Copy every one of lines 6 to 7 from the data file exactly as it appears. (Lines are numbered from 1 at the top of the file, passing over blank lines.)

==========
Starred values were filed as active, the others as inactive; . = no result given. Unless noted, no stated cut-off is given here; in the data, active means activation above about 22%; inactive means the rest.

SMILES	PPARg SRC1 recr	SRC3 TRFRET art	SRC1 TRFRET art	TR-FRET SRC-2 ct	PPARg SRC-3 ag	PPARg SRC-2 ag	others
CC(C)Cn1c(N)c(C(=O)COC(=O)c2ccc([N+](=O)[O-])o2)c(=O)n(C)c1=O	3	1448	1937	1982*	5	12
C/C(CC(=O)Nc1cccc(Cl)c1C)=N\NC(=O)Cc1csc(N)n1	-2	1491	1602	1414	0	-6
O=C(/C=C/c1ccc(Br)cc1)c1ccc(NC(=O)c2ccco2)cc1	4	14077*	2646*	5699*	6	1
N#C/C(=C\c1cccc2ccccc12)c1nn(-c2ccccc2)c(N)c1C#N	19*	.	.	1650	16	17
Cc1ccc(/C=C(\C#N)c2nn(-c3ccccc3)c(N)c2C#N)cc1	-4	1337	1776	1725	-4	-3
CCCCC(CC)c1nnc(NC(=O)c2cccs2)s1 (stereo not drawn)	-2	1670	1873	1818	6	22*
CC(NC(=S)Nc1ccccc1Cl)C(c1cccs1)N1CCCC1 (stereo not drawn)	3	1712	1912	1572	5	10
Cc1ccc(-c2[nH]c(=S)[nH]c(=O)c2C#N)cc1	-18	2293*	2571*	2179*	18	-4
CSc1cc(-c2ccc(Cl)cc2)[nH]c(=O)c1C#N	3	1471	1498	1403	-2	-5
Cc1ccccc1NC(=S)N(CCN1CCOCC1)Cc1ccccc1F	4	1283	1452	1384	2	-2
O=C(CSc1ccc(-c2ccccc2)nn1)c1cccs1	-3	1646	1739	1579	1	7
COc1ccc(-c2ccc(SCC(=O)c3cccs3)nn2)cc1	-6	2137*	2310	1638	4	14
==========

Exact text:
N#C/C(=C\c1cccc2ccccc12)c1nn(-c2ccccc2)c(N)c1C#N	19*	.	.	1650	16	17
Cc1ccc(/C=C(\C#N)c2nn(-c3ccccc3)c(N)c2C#N)cc1	-4	1337	1776	1725	-4	-3